Ethel Azama

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Ethel Azama
Born (1934-08-28)August 28, 1934
Honolulu, Hawaii, United States
Died March 7, 1984(1984-03-07) (aged 49)
Honolulu, Hawaii, United States
Genres Jazz, traditional pop, haole
Occupation(s) Singer
Instruments Vocalist
Years active 1955—1984
Labels Liberty
Associated acts Marty Paich, Paul Conrad, Jimmy Borges, Johnny Todd, Arthur Lyman

Ethel Azama (August 28, 1934 – March 7, 1984)[1] was an American jazz and popular singer and recording artist. She sang regularly in nightclubs and other concert venues between the mid-1950s and 1984. She was born and raised in Honolulu, Hawaii and was of Okinawan ancestry.[2] She was a Nisei or second-generation Japanese American.


She started her professional career in 1955 as an emcee at the Oasis nightclub in Honolulu. The club served as a venue for musical revues from Japan. In 1956, she began working as a standards singer in U.S. military clubs on Oahu such as The Cannon Club on Diamond Head. Pianist Paul Conrad usually served as her accompanist for her gigs. Conrad also wrote many of her arrangements. By 1957 she was singing at Waikiki Beach nightclubs as the opening act for headliners such as popular singer Herb Jeffries and blues singer and guitarist Josh White. [2] With the help of bandleader Martin Denny, Azama obtained a one-album deal with Liberty Records (1957–58). She released the album Exotic Dreams in 1958, which Paul Conrad arranged, on which she sang standards, including "Speak Low" and "Autumn Leaves". She sang a few hapa-haole numbers and a Japanese folk song on the album. She made had her singing debut on the American mainland in January 1959 when she appeared at Ye Little Club in Beverly Hills, California.[3]

Pop singer Jimmie Rodgers attended one of her shows and persuaded Liberty Records executives to allow her to record another LP.[4] The 1959 album, Cool Heat, consists entirely of American standards. Ethel sings a mix of ballads such as "My Ship" (music by Kurt Weill and lyrics by Ira Gershwin) and "Like Someone in Love" (music by Jimmy Van Heusen and lyrics by Johnny Burke) and rhythmic tunes such as "Johnny One Note" (music by Richard Rodgers and lyrics by Lorenz Hart).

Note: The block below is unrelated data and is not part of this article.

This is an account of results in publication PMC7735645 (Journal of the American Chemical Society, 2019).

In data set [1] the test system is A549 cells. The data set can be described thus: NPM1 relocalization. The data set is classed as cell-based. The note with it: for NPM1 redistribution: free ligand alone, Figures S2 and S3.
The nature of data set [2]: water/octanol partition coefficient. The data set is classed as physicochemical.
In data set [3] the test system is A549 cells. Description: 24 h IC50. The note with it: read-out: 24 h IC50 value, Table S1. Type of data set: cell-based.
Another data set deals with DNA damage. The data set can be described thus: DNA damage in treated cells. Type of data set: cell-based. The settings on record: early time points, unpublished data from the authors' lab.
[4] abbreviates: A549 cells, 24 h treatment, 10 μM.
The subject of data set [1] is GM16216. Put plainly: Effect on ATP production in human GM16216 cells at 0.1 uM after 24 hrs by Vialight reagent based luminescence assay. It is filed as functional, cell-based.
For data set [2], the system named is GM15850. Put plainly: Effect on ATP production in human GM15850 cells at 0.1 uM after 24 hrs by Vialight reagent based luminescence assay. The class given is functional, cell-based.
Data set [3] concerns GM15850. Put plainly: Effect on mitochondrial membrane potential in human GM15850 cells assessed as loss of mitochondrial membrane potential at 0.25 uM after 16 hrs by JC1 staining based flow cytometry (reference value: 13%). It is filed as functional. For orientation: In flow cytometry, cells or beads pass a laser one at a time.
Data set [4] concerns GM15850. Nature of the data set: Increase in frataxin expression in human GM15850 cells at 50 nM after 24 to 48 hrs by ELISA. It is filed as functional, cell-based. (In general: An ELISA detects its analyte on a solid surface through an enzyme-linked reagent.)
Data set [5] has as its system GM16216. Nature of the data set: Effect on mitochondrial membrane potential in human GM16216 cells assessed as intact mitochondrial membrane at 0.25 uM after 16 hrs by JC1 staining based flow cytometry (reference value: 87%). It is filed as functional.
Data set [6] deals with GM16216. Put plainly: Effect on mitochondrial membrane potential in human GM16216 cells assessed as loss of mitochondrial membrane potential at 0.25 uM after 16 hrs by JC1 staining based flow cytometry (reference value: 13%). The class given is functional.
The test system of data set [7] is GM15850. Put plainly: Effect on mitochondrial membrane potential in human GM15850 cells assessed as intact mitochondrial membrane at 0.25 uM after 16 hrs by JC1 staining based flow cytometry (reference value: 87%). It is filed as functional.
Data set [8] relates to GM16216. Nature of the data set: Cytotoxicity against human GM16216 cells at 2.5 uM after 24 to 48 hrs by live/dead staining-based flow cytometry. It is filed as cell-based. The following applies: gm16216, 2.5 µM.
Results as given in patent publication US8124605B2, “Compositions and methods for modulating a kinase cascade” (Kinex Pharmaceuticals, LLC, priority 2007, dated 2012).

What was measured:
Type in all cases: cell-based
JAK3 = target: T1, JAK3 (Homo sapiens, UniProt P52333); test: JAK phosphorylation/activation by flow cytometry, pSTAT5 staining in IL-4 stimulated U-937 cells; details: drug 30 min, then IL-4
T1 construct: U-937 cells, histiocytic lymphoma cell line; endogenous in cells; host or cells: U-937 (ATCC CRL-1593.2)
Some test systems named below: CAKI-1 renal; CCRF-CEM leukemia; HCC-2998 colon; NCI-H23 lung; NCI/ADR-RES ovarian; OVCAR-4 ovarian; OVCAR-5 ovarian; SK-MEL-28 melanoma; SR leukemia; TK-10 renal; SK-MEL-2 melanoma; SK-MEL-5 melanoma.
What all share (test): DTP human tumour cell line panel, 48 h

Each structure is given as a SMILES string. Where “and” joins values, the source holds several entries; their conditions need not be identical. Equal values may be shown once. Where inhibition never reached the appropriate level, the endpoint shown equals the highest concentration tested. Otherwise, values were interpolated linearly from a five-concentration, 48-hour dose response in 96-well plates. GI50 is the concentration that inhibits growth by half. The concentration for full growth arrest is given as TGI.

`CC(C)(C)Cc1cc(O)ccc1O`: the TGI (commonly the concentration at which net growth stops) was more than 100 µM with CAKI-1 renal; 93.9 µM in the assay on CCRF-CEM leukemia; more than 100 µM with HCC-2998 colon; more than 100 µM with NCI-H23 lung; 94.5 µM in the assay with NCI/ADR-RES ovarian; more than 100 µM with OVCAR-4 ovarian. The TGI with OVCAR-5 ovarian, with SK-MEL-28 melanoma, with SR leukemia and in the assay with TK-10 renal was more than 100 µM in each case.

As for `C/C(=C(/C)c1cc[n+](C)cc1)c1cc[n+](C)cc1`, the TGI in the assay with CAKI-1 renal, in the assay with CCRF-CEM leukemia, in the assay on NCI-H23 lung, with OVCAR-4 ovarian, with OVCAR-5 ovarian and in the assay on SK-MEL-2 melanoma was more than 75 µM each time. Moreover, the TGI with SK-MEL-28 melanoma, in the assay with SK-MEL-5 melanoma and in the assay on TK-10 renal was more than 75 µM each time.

From 1959–60, she sang in nightclubs in Los Angeles, New York City, and Chicago. She also appeared in Las Vegas casinos on bills with jazz and standards singer Mel Tormé and with the jazz vocal group The Four Freshmen. In May 1960, she appeared on a national network variety special titled, Music on Ice. Azama sang several songs on the hour-long special which also featured French figure skater Jacqueline Du Bief, Japanese dancer Takeuchi Keigo, and singer-host Johnny Desmond.[5]

She moved to Australia in the early 1960s and appeared regularly in nightclubs there and also on Australian television and radio. She married her Australian piano accompanist Johnny Todd in 1964. They performed together in several nightclubs in Hong Kong, including the Eagle's Nest at the Hong Kong Hilton Hotel.[citation needed]


During the late 1960s, Ethel and Johnny Todd settled permanently in Honolulu where Ethel gave birth to their two children. She resumed singing in Waikiki Beach nightclubs as a soloist and occasionally paired with local standards singer Jimmy Borges. She had minor acting roles on several episodes of the television series Hawaii Five-O in the mid-1970s.[6]


She continued to sing on a regular basis in nightclubs and other public venues on Oahu until her sudden death from a cerebral aneurysm in 1984, aged 49.[6]


  • Exotic Dreams: Martin Denny Presents The Enticing Voice Of Ethel Azama, Liberty Records (LRP 3104 mono / LST 7104 stereo), 1959
  • Cool Heat, Liberty Records (LRP 3142 mono / LST 7142 stereo), 1960


  1. ^ "Find a Grave: Ethel Azama". Retrieved 2013-04-16. 
  2. ^ a b Yoshida, George (1997), Reminiscing in Swingtime: Japanese Americans in American Popular Music: 1925-1960. San Francisco: National Japanese American Historical Society, Inc.; ISBN 1-881506-08-8.
  3. ^ Scott, John L. Night Life Scene: Listeners Take Up Dancing Again, Los Angeles Times, January 24, 1959, p. B3.
  4. ^ Yoshida, p. 249
  5. ^ Previews of Today's Network TV, Chicago Tribune, May 15, 1960, p. 33.
  6. ^ a b Ethel Azama on IMDb